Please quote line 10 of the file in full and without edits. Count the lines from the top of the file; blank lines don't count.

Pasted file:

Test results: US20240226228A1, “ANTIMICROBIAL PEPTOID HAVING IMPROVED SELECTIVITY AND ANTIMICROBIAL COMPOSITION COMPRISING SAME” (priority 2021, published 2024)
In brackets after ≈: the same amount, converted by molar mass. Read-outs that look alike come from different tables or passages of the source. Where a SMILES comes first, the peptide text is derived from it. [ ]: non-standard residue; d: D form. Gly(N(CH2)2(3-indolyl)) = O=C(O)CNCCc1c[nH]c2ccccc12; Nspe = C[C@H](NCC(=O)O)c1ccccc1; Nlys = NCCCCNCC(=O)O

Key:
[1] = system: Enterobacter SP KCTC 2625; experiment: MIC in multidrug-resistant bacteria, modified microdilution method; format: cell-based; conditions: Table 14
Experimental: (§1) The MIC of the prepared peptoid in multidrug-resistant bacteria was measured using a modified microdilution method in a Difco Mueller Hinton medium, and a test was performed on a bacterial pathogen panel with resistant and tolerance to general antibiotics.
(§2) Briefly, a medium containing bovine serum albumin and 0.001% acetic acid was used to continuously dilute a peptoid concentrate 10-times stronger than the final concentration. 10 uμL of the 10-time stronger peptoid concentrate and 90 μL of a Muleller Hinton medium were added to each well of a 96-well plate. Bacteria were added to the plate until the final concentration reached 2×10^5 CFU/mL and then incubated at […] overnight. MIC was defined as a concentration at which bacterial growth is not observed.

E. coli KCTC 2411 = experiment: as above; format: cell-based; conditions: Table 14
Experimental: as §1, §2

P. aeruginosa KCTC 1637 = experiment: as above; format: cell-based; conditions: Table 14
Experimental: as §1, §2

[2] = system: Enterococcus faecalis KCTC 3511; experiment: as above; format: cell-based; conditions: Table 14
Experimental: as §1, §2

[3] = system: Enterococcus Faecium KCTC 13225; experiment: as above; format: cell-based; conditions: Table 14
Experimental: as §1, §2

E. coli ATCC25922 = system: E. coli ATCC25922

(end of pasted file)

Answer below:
Experimental: as §1, §2